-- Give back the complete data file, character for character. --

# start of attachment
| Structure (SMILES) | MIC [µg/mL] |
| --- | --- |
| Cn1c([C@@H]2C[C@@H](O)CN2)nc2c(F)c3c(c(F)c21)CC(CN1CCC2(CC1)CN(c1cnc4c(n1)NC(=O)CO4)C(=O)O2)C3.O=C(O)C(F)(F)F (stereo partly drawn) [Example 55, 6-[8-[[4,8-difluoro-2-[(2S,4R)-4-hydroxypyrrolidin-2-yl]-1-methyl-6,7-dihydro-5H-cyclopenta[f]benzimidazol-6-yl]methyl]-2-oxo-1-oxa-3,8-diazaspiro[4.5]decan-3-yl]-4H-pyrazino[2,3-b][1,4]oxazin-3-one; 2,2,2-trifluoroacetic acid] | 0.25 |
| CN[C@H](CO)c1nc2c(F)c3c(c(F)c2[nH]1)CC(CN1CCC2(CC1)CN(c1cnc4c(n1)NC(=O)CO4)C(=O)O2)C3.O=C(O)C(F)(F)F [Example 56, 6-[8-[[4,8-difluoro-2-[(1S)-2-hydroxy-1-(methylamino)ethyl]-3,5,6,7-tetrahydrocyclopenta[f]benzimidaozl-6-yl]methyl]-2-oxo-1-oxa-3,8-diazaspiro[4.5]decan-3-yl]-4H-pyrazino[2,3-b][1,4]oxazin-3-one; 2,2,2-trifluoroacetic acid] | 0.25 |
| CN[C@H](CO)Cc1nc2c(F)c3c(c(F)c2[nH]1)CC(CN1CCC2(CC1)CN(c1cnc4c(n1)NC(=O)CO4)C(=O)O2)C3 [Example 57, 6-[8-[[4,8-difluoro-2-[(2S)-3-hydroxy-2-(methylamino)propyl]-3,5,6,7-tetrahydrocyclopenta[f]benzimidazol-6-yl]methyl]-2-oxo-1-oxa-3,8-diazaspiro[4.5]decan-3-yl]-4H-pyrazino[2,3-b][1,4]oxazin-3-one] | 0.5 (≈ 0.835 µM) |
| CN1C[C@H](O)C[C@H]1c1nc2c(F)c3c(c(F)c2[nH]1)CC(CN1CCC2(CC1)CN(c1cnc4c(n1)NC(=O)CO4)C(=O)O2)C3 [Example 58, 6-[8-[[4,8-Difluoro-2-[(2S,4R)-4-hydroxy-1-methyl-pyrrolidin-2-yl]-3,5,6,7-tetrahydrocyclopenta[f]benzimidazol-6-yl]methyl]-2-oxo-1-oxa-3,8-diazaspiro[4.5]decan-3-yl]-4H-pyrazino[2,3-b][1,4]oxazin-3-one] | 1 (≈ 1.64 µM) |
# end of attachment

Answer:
| Structure (SMILES) | MIC [µg/mL] |
| --- | --- |
| Cn1c([C@@H]2C[C@@H](O)CN2)nc2c(F)c3c(c(F)c21)CC(CN1CCC2(CC1)CN(c1cnc4c(n1)NC(=O)CO4)C(=O)O2)C3.O=C(O)C(F)(F)F (stereo partly drawn) [Example 55, 6-[8-[[4,8-difluoro-2-[(2S,4R)-4-hydroxypyrrolidin-2-yl]-1-methyl-6,7-dihydro-5H-cyclopenta[f]benzimidazol-6-yl]methyl]-2-oxo-1-oxa-3,8-diazaspiro[4.5]decan-3-yl]-4H-pyrazino[2,3-b][1,4]oxazin-3-one; 2,2,2-trifluoroacetic acid] | 0.25 |
| CN[C@H](CO)c1nc2c(F)c3c(c(F)c2[nH]1)CC(CN1CCC2(CC1)CN(c1cnc4c(n1)NC(=O)CO4)C(=O)O2)C3.O=C(O)C(F)(F)F [Example 56, 6-[8-[[4,8-difluoro-2-[(1S)-2-hydroxy-1-(methylamino)ethyl]-3,5,6,7-tetrahydrocyclopenta[f]benzimidaozl-6-yl]methyl]-2-oxo-1-oxa-3,8-diazaspiro[4.5]decan-3-yl]-4H-pyrazino[2,3-b][1,4]oxazin-3-one; 2,2,2-trifluoroacetic acid] | 0.25 |
| CN[C@H](CO)Cc1nc2c(F)c3c(c(F)c2[nH]1)CC(CN1CCC2(CC1)CN(c1cnc4c(n1)NC(=O)CO4)C(=O)O2)C3 [Example 57, 6-[8-[[4,8-difluoro-2-[(2S)-3-hydroxy-2-(methylamino)propyl]-3,5,6,7-tetrahydrocyclopenta[f]benzimidazol-6-yl]methyl]-2-oxo-1-oxa-3,8-diazaspiro[4.5]decan-3-yl]-4H-pyrazino[2,3-b][1,4]oxazin-3-one] | 0.5 (≈ 0.835 µM) |
| CN1C[C@H](O)C[C@H]1c1nc2c(F)c3c(c(F)c2[nH]1)CC(CN1CCC2(CC1)CN(c1cnc4c(n1)NC(=O)CO4)C(=O)O2)C3 [Example 58, 6-[8-[[4,8-Difluoro-2-[(2S,4R)-4-hydroxy-1-methyl-pyrrolidin-2-yl]-3,5,6,7-tetrahydrocyclopenta[f]benzimidazol-6-yl]methyl]-2-oxo-1-oxa-3,8-diazaspiro[4.5]decan-3-yl]-4H-pyrazino[2,3-b][1,4]oxazin-3-one] | 1 (≈ 1.64 µM) |